Counting is under way in English local elections - the biggest test opinion before next year's general election. The Lib Dems are braced for a "difficult night", while very early results suggest UKIP could be on course for another good set of results.
The results of the UK-wide European elections will not be known until late Sunday when counting takes place across the European Union.
Labour is neck-and-neck with UKIP to win the Euro election, polls suggest.
A poll by YouGov for Thursday's Sun newspaper predicted Nigel Farage's party would win with 27% of the vote, with the Lib Dems back in fifth place.
In addition to the UK-wide polls, there are elections to 161 councils in England and 11 in Northern Ireland.
Ipswich was one of the first councils to begin piling up the ballot papers
The first results of the night are from Sunderland, as is often the case, and show UKIP could be on course to repeat the good performance it achieved at last year's local elections.
Nigel Farage's party was averaging 30% in some wards but failed to win a seat. Labour's vote was down 16% in some wards but the party gained a seat from the Tories and retained control of the council. The Lib Dem vote was down sharply. It is still very early days but Labour's Chuka Umunna has told the BBC the UK is now "undoubtedly in an era of four-party politics". Lib Dem Business Secretary Vince Cable has already taken to television studios to warn his party to prepare for difficult news. But speaking on Sky News he said supporters would be "pleasantly surprised" in areas where the party is well-organised.
'UKIP pact' call
Labour is treating the local elections as a dry-run for the 2015 general election, ruthlessly targeting battleground seats it needs to win at Westminster.
Ed Miliband's party is under pressure to show it can make gains outside of its northern heartlands - but it is probably in the best position to make gains in London. One Tory MP, Douglas Carswell, has called on his party to ender a pact with UKIP going into the general election. Writing in the Telegraph newspaper that it looks as if the "Tories may have finished third". Party chairman Grant Shapps rejected the idea, however, saying there was "no question of a pact per se".
In contrast to most of the rest of England, where a third of seats on local councils were up for grabs, every seat in all 32 London boroughs was being contested on Thursday, raising the prospect of a dramatic redrawing of the capital's political map.
If Labour has a good night, it will take control of Croydon, Barnet and Hammersmith and Fulham - all from the Conservatives.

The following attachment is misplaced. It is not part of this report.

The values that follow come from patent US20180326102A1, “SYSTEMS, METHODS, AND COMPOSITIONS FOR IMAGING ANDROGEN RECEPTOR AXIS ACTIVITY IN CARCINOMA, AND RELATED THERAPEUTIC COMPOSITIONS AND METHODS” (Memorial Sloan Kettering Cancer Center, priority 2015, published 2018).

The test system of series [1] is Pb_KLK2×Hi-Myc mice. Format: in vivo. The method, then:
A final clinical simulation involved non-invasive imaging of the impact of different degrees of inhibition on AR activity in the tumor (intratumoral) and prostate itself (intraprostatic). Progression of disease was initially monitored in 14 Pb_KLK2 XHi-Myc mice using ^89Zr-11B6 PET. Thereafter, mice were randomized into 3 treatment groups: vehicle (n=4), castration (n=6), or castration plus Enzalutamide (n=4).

The first London results are expected after 03:00 BST.
Election experts Professors Colin Rallings and Michael Thrasher believe Labour will gain between 490 and 500 council seats - but party sources were playing down expectations, suggesting 150 to 200 gains would represent a good night. The Conservatives were defending 1,574 seats and 53 councils in England they currently control, including Trafford, Solihull, Milton Keynes, Croydon and Barnet. Rallings and Thrasher believe David Cameron's party can expect to lose about 200 seats.
Braced for losses
UKIP is expected to make gains in town halls across England. It is unlikely to take control of any local authorities outright but, if it has a good night, could become the official opposition in more areas.
Liberal Democrat MP Jeremy Browne - until late last year a Home Office minister - described UKIP's appeal as a "a big two fingers stuck up... to a hectoring out-of-touch elite". He told the BBC's Question Time some its supporters "may be sexist and racist" but that other parties should "spend a little bit of time" understanding why it was attracting protest votes.
Last year Nigel Farage's party won a lot of seats in Kent and Lancashire. It is hoping to repeat this performance in areas like Great Yarmouth, Basildon and Eastleigh, a Lib Dem stronghold it almost took at a Westminster by-election and which is expected to be among the first councils to declare at about 1:00 BST.
Counting is already under way in Sunderland where a result is expected at 01:00 BST
The Lib Dems are braced for further heavy losses in the local and European polls, with some senior party figures fearing it could lose all 12 of its MEPs.
But party insiders say they expect to buck the trend in areas where they have a strong local base. They are expected to lose at least 200 of their 732 local council seats being contested - and could lose control of Kingston and Sutton councils in South London, both home to Lib Dem MPs.
The Green Party overtook the Lib Dems in some opinion polls and is hoping to double its number of MEPs to four - it is also targeting areas where it has a strong activist base at the local elections such as Camden and Westminster.
Mayoral elections took place in the London boroughs Hackney, Lewisham, Newham - all with Labour incumbents seeking their fourth consecutive term - and in Tower Hamlets, where controversial independent mayor Lutfur Rahman was battling to retain power. Lib Dem Dorothy Thornhill was fighting to remain mayor of Watford.
In Northern Ireland, voters were electing 462 representatives to 11 so-called "super districts" following a reorganisation that took place in 2012, reducing the number of councils from 26 previously.
There were no local elections in either Scotland or Wales.
You can follow full coverage with all the latest updates at bbc.co.uk/vote2014
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